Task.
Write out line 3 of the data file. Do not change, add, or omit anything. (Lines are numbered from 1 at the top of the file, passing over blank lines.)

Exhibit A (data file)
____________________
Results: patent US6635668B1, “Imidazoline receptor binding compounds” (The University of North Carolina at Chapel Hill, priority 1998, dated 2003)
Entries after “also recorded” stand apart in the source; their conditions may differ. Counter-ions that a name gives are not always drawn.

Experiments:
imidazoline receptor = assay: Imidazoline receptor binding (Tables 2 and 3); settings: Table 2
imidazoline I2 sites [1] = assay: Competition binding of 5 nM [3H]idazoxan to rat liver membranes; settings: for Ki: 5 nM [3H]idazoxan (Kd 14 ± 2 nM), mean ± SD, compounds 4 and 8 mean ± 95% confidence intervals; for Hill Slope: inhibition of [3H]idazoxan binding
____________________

Experiments: